Parents face £100 truancy fines

POLICE have joined the bid to clamp down on the spiralling epidemic of truancy in Suffolk.Schools in the county which have significant numbers of students with attendance records of less than 80 per cent will be targeted in a new get-tough scheme launched by the constabulary.

POLICE have joined the bid to clamp down on the spiralling epidemic of truancy in Suffolk.

Schools in the county which have significant numbers of students with attendance records of less than 80 per cent will be targeted in a new get-tough scheme launched by the constabulary.

The move follows the recent introduction of fixed penalty notices of up to £100 for parents whose children bunk lessons.

The stricter stance follows the publication of statistics earlier this year which revealed Suffolk has the highest percentage of unauthorised absences from secondary and middle schools in the East of England.

Worryingly, the county's truancy levels increased between 2004/5 and 2005/6.

Police have already been involved in truancy sweeps in Ipswich, during which officers quizzed youths on why they were not at school.

Most Read

Suffolk County Council claims 60 per cent of absences are known about by children's parents.

Education bosses have also highlighted research suggesting young people who play truant are more likely to become involved in criminal activity. Two-thirds (65pc) of truants offend, compared to less than a third (30pc) of those who have not.

The £50 fixed penalty notices, which increase to £100 if not paid within 28 days, will be issued where a pupil:

has taken holiday during term-time and the absence is not authorised by the school

is stopped with parents/carers during a truancy sweep and the absence is not authorised by the school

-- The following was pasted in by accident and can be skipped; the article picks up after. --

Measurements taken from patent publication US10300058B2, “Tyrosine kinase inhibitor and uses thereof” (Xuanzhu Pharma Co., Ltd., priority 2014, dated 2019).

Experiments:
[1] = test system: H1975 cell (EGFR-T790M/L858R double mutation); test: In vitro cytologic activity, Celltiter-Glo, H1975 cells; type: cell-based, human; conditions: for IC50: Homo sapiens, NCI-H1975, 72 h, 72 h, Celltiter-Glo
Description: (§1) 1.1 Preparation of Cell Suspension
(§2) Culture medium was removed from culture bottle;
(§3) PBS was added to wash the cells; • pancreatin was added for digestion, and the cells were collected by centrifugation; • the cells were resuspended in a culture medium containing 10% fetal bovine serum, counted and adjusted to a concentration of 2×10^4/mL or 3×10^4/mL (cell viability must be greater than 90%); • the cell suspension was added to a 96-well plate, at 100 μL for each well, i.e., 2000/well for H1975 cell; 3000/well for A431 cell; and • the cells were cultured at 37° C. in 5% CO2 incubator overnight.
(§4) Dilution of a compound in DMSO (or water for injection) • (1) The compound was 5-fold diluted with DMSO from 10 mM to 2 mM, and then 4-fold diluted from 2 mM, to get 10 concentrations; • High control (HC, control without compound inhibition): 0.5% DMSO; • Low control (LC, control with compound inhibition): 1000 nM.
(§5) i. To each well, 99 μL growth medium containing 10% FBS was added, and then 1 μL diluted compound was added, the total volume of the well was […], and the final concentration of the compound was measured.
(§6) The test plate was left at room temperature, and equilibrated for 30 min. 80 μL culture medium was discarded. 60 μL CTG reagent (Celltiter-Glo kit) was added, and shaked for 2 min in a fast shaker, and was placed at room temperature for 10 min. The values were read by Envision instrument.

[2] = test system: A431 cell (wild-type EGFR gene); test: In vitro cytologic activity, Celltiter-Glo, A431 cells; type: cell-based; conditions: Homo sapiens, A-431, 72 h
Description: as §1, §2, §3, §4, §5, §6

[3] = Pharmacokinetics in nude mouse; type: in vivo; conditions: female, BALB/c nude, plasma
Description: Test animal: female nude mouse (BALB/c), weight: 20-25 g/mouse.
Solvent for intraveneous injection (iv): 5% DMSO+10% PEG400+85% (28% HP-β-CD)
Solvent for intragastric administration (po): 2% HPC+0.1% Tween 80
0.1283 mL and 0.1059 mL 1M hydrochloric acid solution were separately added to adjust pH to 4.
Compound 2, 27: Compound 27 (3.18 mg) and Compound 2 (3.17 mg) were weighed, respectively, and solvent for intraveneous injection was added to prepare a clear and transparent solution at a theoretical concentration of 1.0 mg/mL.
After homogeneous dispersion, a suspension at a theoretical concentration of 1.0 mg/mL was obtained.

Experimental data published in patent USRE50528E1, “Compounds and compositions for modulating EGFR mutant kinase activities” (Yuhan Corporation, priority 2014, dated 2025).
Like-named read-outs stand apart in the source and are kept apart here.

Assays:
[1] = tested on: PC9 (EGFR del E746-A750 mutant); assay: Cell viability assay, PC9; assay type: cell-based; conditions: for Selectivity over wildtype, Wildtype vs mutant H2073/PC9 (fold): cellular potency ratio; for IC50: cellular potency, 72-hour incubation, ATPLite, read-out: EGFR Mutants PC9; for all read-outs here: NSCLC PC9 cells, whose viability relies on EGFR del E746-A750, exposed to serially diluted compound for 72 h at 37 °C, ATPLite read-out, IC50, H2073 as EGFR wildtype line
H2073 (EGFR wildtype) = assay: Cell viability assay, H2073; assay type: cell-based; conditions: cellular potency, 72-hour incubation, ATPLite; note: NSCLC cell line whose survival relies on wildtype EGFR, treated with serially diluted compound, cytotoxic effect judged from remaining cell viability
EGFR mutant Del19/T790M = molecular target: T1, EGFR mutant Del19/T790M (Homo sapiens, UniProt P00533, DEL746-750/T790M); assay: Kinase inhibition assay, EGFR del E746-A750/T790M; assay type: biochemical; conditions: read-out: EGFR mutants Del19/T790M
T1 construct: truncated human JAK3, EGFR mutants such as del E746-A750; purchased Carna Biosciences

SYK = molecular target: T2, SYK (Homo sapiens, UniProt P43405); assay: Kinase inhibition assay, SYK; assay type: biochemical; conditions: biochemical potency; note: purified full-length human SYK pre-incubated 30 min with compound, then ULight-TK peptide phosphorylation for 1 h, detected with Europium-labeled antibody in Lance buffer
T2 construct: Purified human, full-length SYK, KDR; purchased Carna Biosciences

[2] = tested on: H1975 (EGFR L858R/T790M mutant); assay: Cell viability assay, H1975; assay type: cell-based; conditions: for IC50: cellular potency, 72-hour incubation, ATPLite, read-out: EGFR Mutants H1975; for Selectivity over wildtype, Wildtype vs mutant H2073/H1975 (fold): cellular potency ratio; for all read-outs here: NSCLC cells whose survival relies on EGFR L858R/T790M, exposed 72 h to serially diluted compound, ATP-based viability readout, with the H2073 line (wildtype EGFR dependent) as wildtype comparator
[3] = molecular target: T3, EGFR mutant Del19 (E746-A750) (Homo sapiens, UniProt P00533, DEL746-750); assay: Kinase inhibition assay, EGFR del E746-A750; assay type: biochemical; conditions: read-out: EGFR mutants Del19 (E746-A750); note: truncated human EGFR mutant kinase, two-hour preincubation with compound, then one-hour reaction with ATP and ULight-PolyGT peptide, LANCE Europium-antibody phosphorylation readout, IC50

has missed at least five school days due to unauthorised absence in a school term

Patricia O'Brien, the Suffolk county councillor with responsibility for children, schools and young people's services, said: “Schools, supported by the council's behaviour and attendance service, work hard with individual pupils and parents to reduce unauthorised absences from school.

“In a few large secondary schools there is a relatively small group of pupils who attend up to only eight out of every ten days they should be at school.

“This is of course seriously damaging to their education, and therefore their future prospects. The government is right to make such pupils a priority, working in partnership with the council, schools and the police.

“I would emphasise that the criteria the government uses for identifying schools includes all absences, so that sickness, holidays taken by the family in term time and fixed-term exclusions from school all add to the numbers.”

Do you agree with the fines? Write to Your Letters, Evening Star, 30 Lower Brook Street, Ipswich, IP4 1AN or e-mail eveningstarletters@eveningstar.co.uk.

Become a Supporter

This newspaper has been a central part of community life for many years. Our industry faces testing times, which is why we're asking for your support. Every contribution will help us continue to produce local journalism that makes a measurable difference to our community.

Become a Supporter